"No, he does not drink juice."

Translation:Nee, hij drinkt geen sap.

1 year ago

15 Comments


https://www.duolingo.com/livgladen

I keep thinking it should be, "Nee, hij drinkt sap niet." (He drinks juice not -- he does not drink juice.) Particularly since it isn't "a juice." Isn't it the verb that is being negated (rather than the noun)? Or does is actually translate to "he drinks 'not juice' (geen juice) . I hope I am making sense here.

1 year ago

https://www.duolingo.com/TinaP1984

I had been asking the same all the time. As it was explained to me: Hij drinkt geen sap = he does not drink juice (in general, any kind of juice ...) Hij drinkt dit/sinasappel sap niet = he does not drink this/orange juice (specific juice, this juice). In case you are not able specifically identify what exactly the person is not doing/drinking/reading and you also have an object in the sentanse (in our case a juice) you use "geen" Also hope that make a sense

1 year ago

https://www.duolingo.com/Bowjest
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Perhaps a good way of looking at it is as "He drinks no juice". Like the nursery rhyme "Jack Spratt would eat no fat, his wife would eat no lean".

11 months ago

https://www.duolingo.com/septiros
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I agree. I wrote like that but it was wrong.

1 year ago

https://www.duolingo.com/gurungsuma1

yes mam I also think so same as you

5 months ago

https://www.duolingo.com/Yurell
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I thought 'geen' was 'not a'; why is it used here?

1 year ago

https://www.duolingo.com/El2theK
Mod
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https://www.duolingo.com/Code.Slinger
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I think it makes sense to think of the object in terms of definite vs indefinite. Example, "Hij drinkt geen sap." He doesn't drink juice. If it were specific juice then, "Hij drinkt het sap niet." would be the proper translation. Someone please correct me if I'm wrong in thinking about it this way when determing whether to use 'geen' or 'niet'.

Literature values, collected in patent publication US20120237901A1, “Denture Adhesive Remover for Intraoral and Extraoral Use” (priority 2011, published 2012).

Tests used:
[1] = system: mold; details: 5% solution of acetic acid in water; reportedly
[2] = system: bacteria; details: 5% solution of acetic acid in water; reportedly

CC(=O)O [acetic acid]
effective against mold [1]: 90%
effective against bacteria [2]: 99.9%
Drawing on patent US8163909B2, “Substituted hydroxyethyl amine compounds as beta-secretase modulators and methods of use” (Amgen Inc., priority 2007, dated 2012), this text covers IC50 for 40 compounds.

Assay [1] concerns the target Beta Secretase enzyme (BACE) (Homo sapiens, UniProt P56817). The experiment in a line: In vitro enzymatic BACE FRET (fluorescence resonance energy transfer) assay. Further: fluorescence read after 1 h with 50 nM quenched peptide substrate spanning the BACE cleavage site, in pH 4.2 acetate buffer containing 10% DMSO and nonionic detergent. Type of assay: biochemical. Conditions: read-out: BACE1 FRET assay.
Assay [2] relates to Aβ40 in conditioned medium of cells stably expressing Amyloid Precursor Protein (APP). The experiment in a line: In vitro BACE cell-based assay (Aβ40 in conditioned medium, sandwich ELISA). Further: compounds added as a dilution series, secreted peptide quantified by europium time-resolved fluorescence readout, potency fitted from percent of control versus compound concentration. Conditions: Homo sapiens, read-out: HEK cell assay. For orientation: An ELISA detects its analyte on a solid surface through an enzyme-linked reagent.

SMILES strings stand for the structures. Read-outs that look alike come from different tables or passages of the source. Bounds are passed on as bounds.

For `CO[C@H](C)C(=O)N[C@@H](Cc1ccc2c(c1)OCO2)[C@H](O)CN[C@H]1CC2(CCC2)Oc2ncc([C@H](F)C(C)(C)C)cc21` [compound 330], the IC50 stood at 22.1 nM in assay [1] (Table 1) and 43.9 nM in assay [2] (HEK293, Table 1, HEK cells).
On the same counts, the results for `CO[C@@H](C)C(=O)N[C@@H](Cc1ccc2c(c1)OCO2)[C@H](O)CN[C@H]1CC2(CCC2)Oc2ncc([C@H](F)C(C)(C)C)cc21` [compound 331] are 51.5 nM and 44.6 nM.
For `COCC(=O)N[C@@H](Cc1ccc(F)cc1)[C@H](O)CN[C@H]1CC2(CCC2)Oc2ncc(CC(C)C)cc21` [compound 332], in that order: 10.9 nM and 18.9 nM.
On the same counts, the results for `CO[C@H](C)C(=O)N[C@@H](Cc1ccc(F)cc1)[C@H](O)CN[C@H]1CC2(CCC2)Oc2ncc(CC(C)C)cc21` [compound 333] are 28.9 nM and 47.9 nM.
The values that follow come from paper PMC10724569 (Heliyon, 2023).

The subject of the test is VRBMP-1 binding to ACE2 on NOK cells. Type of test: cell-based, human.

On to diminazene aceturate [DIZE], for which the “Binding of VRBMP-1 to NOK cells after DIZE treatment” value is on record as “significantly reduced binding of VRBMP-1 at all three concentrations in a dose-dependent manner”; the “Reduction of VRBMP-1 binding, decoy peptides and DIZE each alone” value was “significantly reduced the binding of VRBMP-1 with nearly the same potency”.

6 months ago

https://www.duolingo.com/twocopsandadog

If you say, "hij drinkt geen sap", why do you say "hij drinkt de melk niet"? Is it because sap is a het noun whereas melk is a de noun, is it because the sentence with melk specifically mentions the "de" and the sap does not mention "het"; or is there another reason?

9 months ago

https://www.duolingo.com/ZacharyMat179991

Because the milk sentence has an article before the noun and this one doesnt, I believe

7 months ago

https://www.duolingo.com/Tamsala
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You can only use niet in this example if you use a definite article before the noun ->hij drinkt de sap niet. Since they did not specify a definite article in English you have to use geen in the translation. (geen is a sort of negative indefinite article)

4 months ago

https://www.duolingo.com/Alberto99129

to negate nouns preceded by a definite article or possessive pronoun:

<pre>Nee, dat is niet mijn boek. - No, that is not my book. Nee, hij was niet de burgemeester. - No, he was not the mayor. </pre>
9 months ago

https://www.duolingo.com/IkBenEenPinguin

Hij drinkt geen sap - is that in German "Er drinkt kein Saft"? I think that "geen" is the German "kein", and "niet" is "nicht", am I right? If it's correct then I'll learn "geen" and "niet" quicker :D

8 months ago

https://www.duolingo.com/Tamsala
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Yes that's correct :)

4 months ago

https://www.duolingo.com/Singingypsy

is there a native who can tell us if this is the only way to translate this or should nee, hij drinkt sap niet also be a correct answer?

4 months ago
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